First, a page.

Team Concerns For 2013: It has to keep being said over and over and over again - can the Longhorns play up to their talent level? No one in the nation has more athletes and more prep superstars, but it doesn't matter if everyone doesn't start playing up to their potential. The biggest question is whether or not Mack Brown can actually find a way to take the team back to the level the program should be at after a disappointing year. The offense will be more than fine with ten starters returning, but it won't matter if the run defense isn't far stronger and far more effective after getting gashed time and again. Losing Alex Okafor and massive tackle Brandon Moore won't help the cause, but it's simple; the Longhorns have to be tougher and more physical.
The 2013 Class Is Heavy On ... Offensive linemen. After coming up with the nation's best class last season, there aren't a ton of holes to fill with this year's
paltry haul - it's not a top-shelf class. However, Mack Brown got his share of terrific talents for a few key spots. If Kent Perkins isn't the nation's best tackle prospect, he's close, while guard Rami Hammad and center Darius Hames are as strong as any linemen talents in America. the passing game didn't get elite of the elite receivers, but Jake Oliver and Jacorey Warrick would be class stars for just about anyone else, and quarterback Tyrone Swoopes is a future star.
2012 CFN Recruiting Ranking: 1. That Class Was Heavy On ... Production. Mack Brown opens the door and gets any in-state five-star talent he wants, but considering the top five-caliber recruiting classes year after year after year, the wins have to start coming. This year’s haul has no shortage of can’t-miss prospects with the secondary getting the most talent. The safeties will be strong, but the corners will be even better a slew of prospects coming in that would be instant starters for just about anyone else.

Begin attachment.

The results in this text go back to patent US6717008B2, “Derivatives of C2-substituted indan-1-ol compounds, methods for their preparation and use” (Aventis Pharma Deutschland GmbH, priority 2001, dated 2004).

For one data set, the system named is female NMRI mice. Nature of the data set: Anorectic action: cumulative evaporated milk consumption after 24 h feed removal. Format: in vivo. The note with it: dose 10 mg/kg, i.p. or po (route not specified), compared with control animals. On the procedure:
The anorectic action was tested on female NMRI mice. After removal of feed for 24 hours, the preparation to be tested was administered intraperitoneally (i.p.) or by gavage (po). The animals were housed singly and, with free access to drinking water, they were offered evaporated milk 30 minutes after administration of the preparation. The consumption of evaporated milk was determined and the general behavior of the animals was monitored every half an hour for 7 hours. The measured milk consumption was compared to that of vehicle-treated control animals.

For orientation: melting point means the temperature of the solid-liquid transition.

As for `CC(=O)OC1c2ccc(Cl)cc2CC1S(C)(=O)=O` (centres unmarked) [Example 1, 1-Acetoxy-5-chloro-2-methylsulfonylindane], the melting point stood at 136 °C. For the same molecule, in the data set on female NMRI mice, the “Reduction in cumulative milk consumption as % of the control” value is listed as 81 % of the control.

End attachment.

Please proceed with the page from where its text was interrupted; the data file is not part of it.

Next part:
2011 CFN Recruiting Ranking: 3. That Class Was Heavy On ... Malcolm Brown. It’s Texas, so there’s the normal dizzying array of four and five-star talents across the board – the secondary, defensive line, and receiving corps are LOADED with this class - but the two things that truly matter are 1) the offensive line and 2) Malcolm Brown. The running back-by-committee thing hasn’t worked too well since Jamaal Charles left, and the hope is for the 220-pound Brown to be the fast thumper who can take over the ground game. Will the Longhorns finally have the front five to pave the way? Garrett Greanlea and Sedrick Flowers aren’t going to be ready right away, but they’ll need to be anchors as soon as possible. Fun stat: every recruit is from Texas.
2010 CFN Recruiting Ranking: 2. That Class Was
Heavy On ... Phenomenal
talent. The Texas haul of players would've been
gushed over even more if it wasn't for Florida's
epic class. The offensive backfield got a few
players, but there's superstar power everywhere else
with Mike Davis and Darius White leading a terrific
group of six receiver recruits. DE Jackson Jeffcoat
was the big pre-Signing Day story picking the
Longhorns over Florida, Oklahoma and USC, while
Reggie Wilson is every bit the star end prospect.
Mack Brown stole Ohio linebacker Jordan Hicks away
from Ohio State, Florida, USC, and Alabama, and got
Tulsa safety Demarco Cobbs from Alabama and
Oklahoma's clutches. Corner Adrian White should be
in the NFL in five years.
2009 CFN Recruiting Ranking: 3. That Class Was
Heavy On ... defensive linemen. The Longhorns loaded up with elite players all across the board with the bulk of the star power coming on the defensive front. Alex Okafor will be a killer after he spends a few years in the weight room, and Calvin Howell and Derek Johnson will battle it out for the honor of being the next great Longhorn defensive tackle. Kyle Kriegel is a potential pass rushing terror, while Dominique Jones is a tweener who’ll see time on an All-Big 12 team before he’s through.